A Baby's First Steps (Part 1)

Hi guys,

I’m Conrad- a new member of the PythonAnywhere team. As a rather junior and beginner programmer, I would like to share with you my story of how I set up my work environment- my rationale for choosing and customizing my text editor, my shell, my windows manager etc, and what I learned along the way.

When I started out on this project, I had two goals in mind: to be as lazy as possible, and to be as scalable/consistent as possible (ie. be able to take what I learnt and setup the same thing quickly and easily on a new PythonAnywhere project, on my mac laptop, on a Ubuntu server, on a friend’s Window machine… etc with zero extra changes/tweaks).

When it comes to being lazy, some may say that I have quite an extreme stance, including using as much automation as possible, and tweaking my key bindings and other work conditions to be as ergonomic as possible:

  1. For any sort of typing, I want to do it with the least number of key strokes.

    • eg: Instead of cd, I have an alias g that does exactly the same thing.
    • If you are a Python programmer, you probably use colons a lot more than semi-colon. So I switched : with ; so I won’t have to press shift as often.
  2. If anything can be done automatically, I don’t want to have to call it/click it/run it myself.

    • eg: I have a shortcut to edit my bashrc/vimrc and and then source/reload it automatically after I save.

    • For you PythonAnywhere webapp users reading this, I also have a bash alias to reboot my webapp from the console:

      > touch /var/www/<your-web-domain>_wsgi.py

      Do you recognize this file path? It’s your wsgi.py file that you have likely been editing when you customize your webapp!

  3. If I do need to type, I don’t want to move my fingers too much from their resting positions (ergonomics!!).

    • eg: My vim and tmux leader keys are Space and Ctrl+Space, because your thumb is the strongest/most underworked finger, and is natually resting on the Space key already.
    • Interestingly, there are a lot of limitations to using Ctrl + x or Alt + x type commands as shortcuts. This is because some Ctrl + x and many many alt + x keys gets captured by your operating system, or your browser etc to do whatever shortcut they have set. To be able to have consistent key mappings across platforms, you probably want to avoid depending on too many Ctrl/Alt key shortcuts.
    • Having said that, there are definitely a couple local mappings I do enjoy, even though I run the risk of not having these mappings available when working on different operating systems, or working on someone else’s computer:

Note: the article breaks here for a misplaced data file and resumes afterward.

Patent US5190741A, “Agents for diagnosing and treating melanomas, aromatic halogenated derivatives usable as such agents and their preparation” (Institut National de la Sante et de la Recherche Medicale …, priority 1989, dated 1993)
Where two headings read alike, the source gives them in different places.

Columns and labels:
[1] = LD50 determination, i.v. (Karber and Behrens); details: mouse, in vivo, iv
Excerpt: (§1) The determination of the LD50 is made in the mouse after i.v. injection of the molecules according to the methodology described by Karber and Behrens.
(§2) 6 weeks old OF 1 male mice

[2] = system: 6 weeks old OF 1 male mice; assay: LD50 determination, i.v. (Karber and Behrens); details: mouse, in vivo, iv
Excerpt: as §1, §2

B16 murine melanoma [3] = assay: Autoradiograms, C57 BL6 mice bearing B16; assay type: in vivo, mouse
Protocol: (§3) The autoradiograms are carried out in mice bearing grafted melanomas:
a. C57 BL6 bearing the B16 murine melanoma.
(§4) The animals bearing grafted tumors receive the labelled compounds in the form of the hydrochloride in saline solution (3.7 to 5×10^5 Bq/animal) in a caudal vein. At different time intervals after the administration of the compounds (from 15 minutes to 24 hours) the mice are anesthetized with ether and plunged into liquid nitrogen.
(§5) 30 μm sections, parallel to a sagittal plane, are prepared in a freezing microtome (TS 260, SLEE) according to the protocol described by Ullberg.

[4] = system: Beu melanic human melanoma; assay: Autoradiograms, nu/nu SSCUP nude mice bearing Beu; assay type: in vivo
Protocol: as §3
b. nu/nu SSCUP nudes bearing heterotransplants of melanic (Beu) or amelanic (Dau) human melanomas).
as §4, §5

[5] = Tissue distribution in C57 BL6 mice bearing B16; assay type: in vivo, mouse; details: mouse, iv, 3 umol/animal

• I switch Escape with Caplocks, since I use the Escape key so much more often.
      • I also switch the Left Alt key with the Left Ctrl key, so that I can use my thumb instead of extending my pinky when I need to hit ctrl, and so that both alt and ctrl are accessible from my thumb. Currently I have Left Alt and Left Ctrl switched (instead of Right Alt and Right Ctrl), because I want to be able to use my mouse and copy/paste with a single hand. However, when purely typing, ergonomically it makes more sense to hold down shift/ctrl/alt with one hand and press the other key with the other hand. So maybe, I’m thinking, the ideal solution is actually to swap Right Alt and Right Ctrl, and use the mouse when needed with your left hand! They do recommend switching mouse hands for people with RSI…
  4. There are other aspects to ergonomy as well: why have your editor take up just half the screen and then have to squint because the font size needs to be smaller to fit into your editor?

    Here is a quick tip for PythonAnywhere users: adding “/frame” to the end of your console url will take you to a page with just the console frame. That extra bit of screen real estate basically means that you can have larger fonts if you like, or you can browse through two files in parallel easier within a vim split pane (as below), or you can actually see a couple lines of commands on your mobile phone after your keyboard pops up and blocks half the screen etc.

    If you do that, here is what you get when working with PythonAnywhere in full screen:

    PythonAnywhere Console iFrame on Full Screen

    WOW LOOK AT THIS PYTHONANYWHERE CONSOLE IN MY WORKSPACE! Now look below… Now back up top, now back down, now back up. Sadly, the bottom PythonAnywhere console will never be in my workspace, but if it had used the /frame hack, it could at least look like it’s my console.

    PythonAnywhere Console Webpage taking up Half the Monitor

    Not even comparable.

In any case, a lot of this may of course just be attributable to personal preference. Having rambled on for so long and gotten severely off topic, I am going to end this blog post for now. But keep your eyes peeled for a follow up post soon on what my work setup actually looks like, featuring tmux, a bootstrapping bash script to setup my configs, and many more other goodies and adventures along the way!

comments powered by Disqus